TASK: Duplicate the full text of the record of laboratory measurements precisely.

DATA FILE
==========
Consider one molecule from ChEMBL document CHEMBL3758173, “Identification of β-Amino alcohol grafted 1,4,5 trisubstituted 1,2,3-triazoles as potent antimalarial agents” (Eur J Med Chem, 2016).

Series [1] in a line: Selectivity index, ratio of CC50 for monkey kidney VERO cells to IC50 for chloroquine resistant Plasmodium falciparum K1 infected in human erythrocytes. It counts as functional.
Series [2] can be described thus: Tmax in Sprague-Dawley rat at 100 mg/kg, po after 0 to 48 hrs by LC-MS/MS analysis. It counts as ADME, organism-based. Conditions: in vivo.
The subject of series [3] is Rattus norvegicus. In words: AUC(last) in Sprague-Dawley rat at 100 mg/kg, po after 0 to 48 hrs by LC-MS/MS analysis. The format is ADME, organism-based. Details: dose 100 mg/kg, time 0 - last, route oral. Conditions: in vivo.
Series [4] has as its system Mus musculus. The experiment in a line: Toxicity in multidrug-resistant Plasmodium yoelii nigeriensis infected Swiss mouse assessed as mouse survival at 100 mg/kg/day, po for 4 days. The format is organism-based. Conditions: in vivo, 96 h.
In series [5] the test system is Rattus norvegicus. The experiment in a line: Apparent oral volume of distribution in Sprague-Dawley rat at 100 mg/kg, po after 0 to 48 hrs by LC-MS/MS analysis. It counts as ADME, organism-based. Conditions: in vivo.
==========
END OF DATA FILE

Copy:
Consider one molecule from ChEMBL document CHEMBL3758173, “Identification of β-Amino alcohol grafted 1,4,5 trisubstituted 1,2,3-triazoles as potent antimalarial agents” (Eur J Med Chem, 2016).

Series [1] in a line: Selectivity index, ratio of CC50 for monkey kidney VERO cells to IC50 for chloroquine resistant Plasmodium falciparum K1 infected in human erythrocytes. It counts as functional.
Series [2] can be described thus: Tmax in Sprague-Dawley rat at 100 mg/kg, po after 0 to 48 hrs by LC-MS/MS analysis. It counts as ADME, organism-based. Conditions: in vivo.
The subject of series [3] is Rattus norvegicus. In words: AUC(last) in Sprague-Dawley rat at 100 mg/kg, po after 0 to 48 hrs by LC-MS/MS analysis. The format is ADME, organism-based. Details: dose 100 mg/kg, time 0 - last, route oral. Conditions: in vivo.
Series [4] has as its system Mus musculus. The experiment in a line: Toxicity in multidrug-resistant Plasmodium yoelii nigeriensis infected Swiss mouse assessed as mouse survival at 100 mg/kg/day, po for 4 days. The format is organism-based. Conditions: in vivo, 96 h.
In series [5] the test system is Rattus norvegicus. The experiment in a line: Apparent oral volume of distribution in Sprague-Dawley rat at 100 mg/kg, po after 0 to 48 hrs by LC-MS/MS analysis. It counts as ADME, organism-based. Conditions: in vivo.